Legal Hunting Hours

  1. Where hunting is allowed from vessels, it is legal to hunt from any vessel, so long as the vessel is not under forward motion from any influence of mechanical means or sail. On private property, it is legal to hunt from any motorized vehicle (to include ATVs, golf carts, etc.), provided the vehicle is stationary. Nothing in this subsection (1) shall be construed as authorizing hunting from a vessel, automobile, or other motor vehicle while under power. Nothing in this subsection permits hunting from or across a public road or right-of-way.
  2. Hunters who have filled their seasonal or daily bag limit for any species may continue to accompany other hunters provided they are not in possession of any ammunition or any weapon. This person must also comply with all other legal requirements. Access for hunters accompanying may be limited on some WMAs. A bear hunter who has filled the daily or seasonal limit may continue to carry a firearm and take hogs where incidental taking is allowed.
  3. Every game animal, wounded or unwounded by hunting and/or trapping and taken into possession by the hunter or trapper shall be immediately slain and become part of the daily bag limit. No person shall, at any time, or by any means, possess or transport live animals taken under the authority of hunting season proclamations.
  4. Gigs, angling equipment, archery, rimfire, and air firearms are legal for taking bullfrogs.
  5. Archery equipment is permitted during the archery, muzzleloader, and gun seasons. Muzzleloader equipment is permitted during the muzzleloader and gun seasons.
  6. In accordance with state and federal law, Persons may possess handguns in addition to legal weapons used for hunting the entire year while on the premises of any TWRA refuge, public hunting area, state-owned wildlife management area, or to the extent permitted by federal law, national forest land maintained by the state, and private land. For other federally managed properties, hunters should contact that specific facility or location. Nothing in this subsection shall authorize a person to use any handgun to hunt unless such person is in full compliance with all wildlife laws, rules and regulations.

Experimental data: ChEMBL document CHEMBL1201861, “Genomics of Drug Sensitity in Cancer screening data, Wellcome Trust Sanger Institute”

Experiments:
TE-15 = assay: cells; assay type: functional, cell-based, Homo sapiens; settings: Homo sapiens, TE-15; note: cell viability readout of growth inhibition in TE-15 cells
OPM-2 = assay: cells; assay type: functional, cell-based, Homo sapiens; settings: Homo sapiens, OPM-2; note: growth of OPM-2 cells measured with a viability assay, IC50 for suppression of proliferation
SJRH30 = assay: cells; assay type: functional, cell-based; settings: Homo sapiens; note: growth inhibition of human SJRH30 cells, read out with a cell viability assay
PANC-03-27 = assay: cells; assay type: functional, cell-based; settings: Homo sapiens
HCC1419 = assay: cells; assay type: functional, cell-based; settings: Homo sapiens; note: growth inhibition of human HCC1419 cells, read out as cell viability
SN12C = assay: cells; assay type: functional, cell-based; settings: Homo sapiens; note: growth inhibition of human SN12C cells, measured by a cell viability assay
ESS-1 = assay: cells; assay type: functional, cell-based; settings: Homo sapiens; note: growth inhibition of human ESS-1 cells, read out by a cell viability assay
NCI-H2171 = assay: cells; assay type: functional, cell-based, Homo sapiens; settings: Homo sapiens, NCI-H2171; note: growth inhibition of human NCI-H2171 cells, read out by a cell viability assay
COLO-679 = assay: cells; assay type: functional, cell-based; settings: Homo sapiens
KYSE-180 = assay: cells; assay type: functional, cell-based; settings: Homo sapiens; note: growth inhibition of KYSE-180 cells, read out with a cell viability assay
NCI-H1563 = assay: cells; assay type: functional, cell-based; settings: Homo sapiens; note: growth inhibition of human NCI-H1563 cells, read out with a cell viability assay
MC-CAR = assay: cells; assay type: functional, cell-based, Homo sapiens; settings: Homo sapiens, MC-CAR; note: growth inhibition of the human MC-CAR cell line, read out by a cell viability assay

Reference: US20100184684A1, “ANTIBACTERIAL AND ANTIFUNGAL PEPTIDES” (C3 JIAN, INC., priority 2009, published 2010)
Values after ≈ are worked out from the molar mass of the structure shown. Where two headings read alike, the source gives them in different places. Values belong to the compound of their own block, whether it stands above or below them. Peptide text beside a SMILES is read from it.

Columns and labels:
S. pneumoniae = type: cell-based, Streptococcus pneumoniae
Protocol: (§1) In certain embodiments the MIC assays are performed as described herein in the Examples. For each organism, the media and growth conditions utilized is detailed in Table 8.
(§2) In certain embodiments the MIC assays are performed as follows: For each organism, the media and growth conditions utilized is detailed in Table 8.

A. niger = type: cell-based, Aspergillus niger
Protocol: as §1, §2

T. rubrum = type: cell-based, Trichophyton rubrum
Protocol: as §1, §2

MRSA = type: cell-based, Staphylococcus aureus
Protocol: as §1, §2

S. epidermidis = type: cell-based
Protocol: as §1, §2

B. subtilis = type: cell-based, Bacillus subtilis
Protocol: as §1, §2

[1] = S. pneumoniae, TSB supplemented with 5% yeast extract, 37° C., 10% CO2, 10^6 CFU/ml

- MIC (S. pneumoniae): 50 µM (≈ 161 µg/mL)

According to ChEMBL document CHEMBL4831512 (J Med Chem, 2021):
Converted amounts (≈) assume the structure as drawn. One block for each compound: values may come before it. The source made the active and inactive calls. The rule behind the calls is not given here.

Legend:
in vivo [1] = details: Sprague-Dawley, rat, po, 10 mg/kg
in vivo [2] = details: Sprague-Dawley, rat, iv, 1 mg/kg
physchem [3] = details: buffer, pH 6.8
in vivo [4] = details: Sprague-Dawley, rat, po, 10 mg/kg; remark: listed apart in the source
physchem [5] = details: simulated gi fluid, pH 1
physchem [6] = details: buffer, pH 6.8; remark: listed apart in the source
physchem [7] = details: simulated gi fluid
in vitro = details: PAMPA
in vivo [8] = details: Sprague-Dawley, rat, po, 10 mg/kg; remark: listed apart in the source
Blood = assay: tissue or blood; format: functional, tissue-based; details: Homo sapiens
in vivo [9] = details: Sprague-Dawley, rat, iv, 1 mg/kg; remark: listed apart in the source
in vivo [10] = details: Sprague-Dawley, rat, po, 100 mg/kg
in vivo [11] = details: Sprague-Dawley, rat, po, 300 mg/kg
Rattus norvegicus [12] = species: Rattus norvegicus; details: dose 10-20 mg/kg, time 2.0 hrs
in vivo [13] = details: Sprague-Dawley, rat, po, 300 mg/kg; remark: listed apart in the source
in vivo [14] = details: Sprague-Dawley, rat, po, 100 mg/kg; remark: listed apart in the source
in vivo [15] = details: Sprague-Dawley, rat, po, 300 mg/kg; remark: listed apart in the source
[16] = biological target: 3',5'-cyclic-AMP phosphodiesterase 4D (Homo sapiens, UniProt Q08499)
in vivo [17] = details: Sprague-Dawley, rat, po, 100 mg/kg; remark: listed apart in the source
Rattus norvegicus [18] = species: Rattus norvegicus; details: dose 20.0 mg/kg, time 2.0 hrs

7. During deer archery-only season, a fall turkey hunter may not be in possession of both archery equipment and shotguns and/ or rifles.
  8. During archery deer/bear seasons a properly licensed big game hunter may use air guns .25 caliber or smaller to hunt small game while archery hunting for deer/bear. During the muzzleloader and gun deer/bear season, a legal deer or bear hunter may use rimfire or airguns .25 caliber or smaller to hunt small game.
  9. During an archery-only or muzzleloader/ archery-only deer, bear, or elk season, furbearers may not be taken with rifles and handguns using centerfire ammunition. During the gun/muzzleloader/archery seasons, furbearers may be taken by legal big game hunters licensed for the weapon they are using.
  10. The use of suppressors/silencers is legal for persons possessing the required federal license from the United States Department of Treasury. Hunters using these devices must have proof of such license on their person.
  11. A falconry permittee whose hunting raptor accidentally kills wildlife out of season, or the wrong species or sex, shall leave the dead wildlife where it lies; except that the raptor may feed upon the wildlife prior to leaving the site of the kill.
  1. All big game and small game species (except bullfrogs, raccoons, opossums, and the chasing of foxes and rabbits) are daylight hours only (30 mins before legal sunrise to 30 mins after legal sunset) except turkey and migratory birds which end at official sunset. Exceptions under the migratory birds are sandhill cranes which end at 3 pm. Along with opening day of the dove season which opens at noon.
  2. Hunting of bullfrogs, raccoons, opossums, the chasing of foxes and rabbits, and the trapping of furbearers is permitted day or night unless restricted by Proclamation. No foxes or rabbits may be shot while chasing/training at night.
  3. Hunting of migratory birds is to comply with federal regulations for migratory birds unless restricted by proclamation.